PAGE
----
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dc.contributor.authorMurray, John William
dc.date.accessioned2018-07-12T18:52:06Z
dc.date.available2018-07-12T18:52:06Z
dc.date.issued1997
dc.identifier.citationSource: Dissertation Abstracts International, Volume: 58-07, Section: B, page: 3420.;Advisors: John S. Condeelis.
dc.identifier.urihttps://yulib002.mc.yu.edu/login?url=http://gateway.proquest.com/openurl?url_ver=Z39.88-2004&rft_val_fmt=info:ofi/fmt:kev:mtx:dissertation&res_dat=xri:pqm&rft_dat=xri:pqdiss:9801914
dc.identifier.urihttps://hdl.handle.net/20.500.12202/3742
dc.description.abstractElongation factor 1 alpha (EF1{dollar}\alpha),{dollar} which binds aminoacyl-tRNA and ribosomes in a GTP dependent manner, is the most abundant component in protein synthesis. EF1{dollar}\alpha{dollar} also interacts with the cytoskeleton by binding and bundling actin filaments and microtubules. Purification of large quantities of EF1{dollar}\alpha{dollar} and actin from Dictyostelium allowed for the investigation of the activities of these two proteins in vitro, and this has lead us to propose a model whereby this translational factor and the actin cytoskeleton can coordinate their cellular functions.;EF1{dollar}\alpha{dollar} was shown to inhibit actin polymerization at molar ratios found in cytoplasm, while at higher molar ratios EF1{dollar}\alpha{dollar} also nucleates actin polymerization. The inhibition of actin polymerization by EF1{dollar}\alpha{dollar} was seen at both ends of the actin filament. Under these conditions EF1{dollar}\alpha{dollar} was shown to have relatively weak binding to G-actin. Quantitative analysis revealed that neither capping nor monomer sequestering mechanisms could account for the activity of EF1{dollar}\alpha{dollar} toward actin polymerization. A bundling model was developed which proposes that ends of actin filaments become buried and annealed during bundle formation causing a reduction in the rate of actin polymerization. The bundling model accounted for the activity of EF1{dollar}\alpha{dollar} toward actin polymerization and EF1{dollar}\alpha{dollar}-actin bundles were present under conditions where actin polymerization was inhibited. Observation of actin at steady state and during depolymerization also supported the bundling mechanism. Examination of whole cells indicated regions just beneath the cell cortex which contained EF1{dollar}\alpha{dollar} and actin as well as actin filaments in parallel arrays suggestive of EF1{dollar}\alpha{dollar}-actin bundles.;Investigation into the regulation of the EF1{dollar}\alpha{dollar}-actin interaction demonstrated that high pH and calcium-calmodulin dissolved EF1{dollar}\alpha{dollar}-actin bundles and released the effect of EF1{dollar}\alpha{dollar} on actin polymerization. The presence of aminoacyl-tRNA also dissolved GTP-EF1{dollar}\alpha{dollar}-actin bundles and also released the effect of EF1{dollar}\alpha{dollar} on actin polymerization. Thus, EF1{dollar}\alpha{dollar} and F-actin are predicted to form bundle-like structures beneath the cell cortex which are stabilized with respect to actin polymerization and depolymerization and which can be dissolved by intracellular signals such as pH, calcium-calmodulin, or by a local increase in the concentration of aminoacyl-tRNA. This system may facilitate the synthesis of polypeptides and cytosolic gelation-solution transitions.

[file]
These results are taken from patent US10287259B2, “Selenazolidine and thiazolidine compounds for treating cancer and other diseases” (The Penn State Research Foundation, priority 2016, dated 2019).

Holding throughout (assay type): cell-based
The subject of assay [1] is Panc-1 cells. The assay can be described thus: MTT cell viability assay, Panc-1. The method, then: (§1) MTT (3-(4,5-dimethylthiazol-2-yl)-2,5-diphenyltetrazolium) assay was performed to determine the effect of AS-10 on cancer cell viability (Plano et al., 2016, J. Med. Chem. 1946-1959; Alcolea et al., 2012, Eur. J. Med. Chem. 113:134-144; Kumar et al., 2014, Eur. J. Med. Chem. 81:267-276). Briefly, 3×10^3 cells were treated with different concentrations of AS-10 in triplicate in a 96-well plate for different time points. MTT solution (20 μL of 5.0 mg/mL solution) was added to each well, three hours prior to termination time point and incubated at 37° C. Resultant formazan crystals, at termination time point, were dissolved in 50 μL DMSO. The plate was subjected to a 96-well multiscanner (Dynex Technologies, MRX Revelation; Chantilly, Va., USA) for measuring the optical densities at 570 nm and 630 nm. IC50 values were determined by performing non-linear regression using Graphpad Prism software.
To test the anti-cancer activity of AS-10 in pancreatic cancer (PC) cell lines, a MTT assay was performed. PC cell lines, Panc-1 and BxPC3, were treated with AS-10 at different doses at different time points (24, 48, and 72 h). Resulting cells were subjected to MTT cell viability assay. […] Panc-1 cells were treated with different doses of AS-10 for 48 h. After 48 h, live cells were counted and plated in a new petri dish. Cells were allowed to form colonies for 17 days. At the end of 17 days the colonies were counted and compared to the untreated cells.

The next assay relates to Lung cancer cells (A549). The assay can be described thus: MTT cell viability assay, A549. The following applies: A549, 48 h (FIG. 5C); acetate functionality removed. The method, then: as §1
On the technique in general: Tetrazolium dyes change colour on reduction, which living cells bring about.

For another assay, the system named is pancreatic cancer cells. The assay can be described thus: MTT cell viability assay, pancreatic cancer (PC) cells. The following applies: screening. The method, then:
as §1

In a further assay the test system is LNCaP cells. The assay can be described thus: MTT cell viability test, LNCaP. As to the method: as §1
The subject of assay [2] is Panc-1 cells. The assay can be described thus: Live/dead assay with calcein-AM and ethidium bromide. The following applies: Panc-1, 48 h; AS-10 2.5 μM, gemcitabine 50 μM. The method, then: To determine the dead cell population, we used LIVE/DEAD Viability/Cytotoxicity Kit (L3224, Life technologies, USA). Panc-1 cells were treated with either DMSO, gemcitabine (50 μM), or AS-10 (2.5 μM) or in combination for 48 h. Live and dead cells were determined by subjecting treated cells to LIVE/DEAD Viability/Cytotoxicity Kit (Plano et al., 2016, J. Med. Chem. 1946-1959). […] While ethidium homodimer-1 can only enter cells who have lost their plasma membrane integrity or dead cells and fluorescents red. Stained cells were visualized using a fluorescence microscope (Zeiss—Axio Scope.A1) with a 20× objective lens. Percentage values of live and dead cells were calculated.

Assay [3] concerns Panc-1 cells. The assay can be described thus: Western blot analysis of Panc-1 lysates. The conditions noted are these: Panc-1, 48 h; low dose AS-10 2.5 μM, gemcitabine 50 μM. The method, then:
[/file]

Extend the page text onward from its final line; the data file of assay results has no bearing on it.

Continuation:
dc.publisherProQuest Dissertations & Theses
dc.subjectCellular biology.
dc.subjectBiophysics.
dc.subjectBiochemistry.
dc.titleThe effect of elongation factor 1 alpha on actin polymer dynamics
dc.typeDissertation


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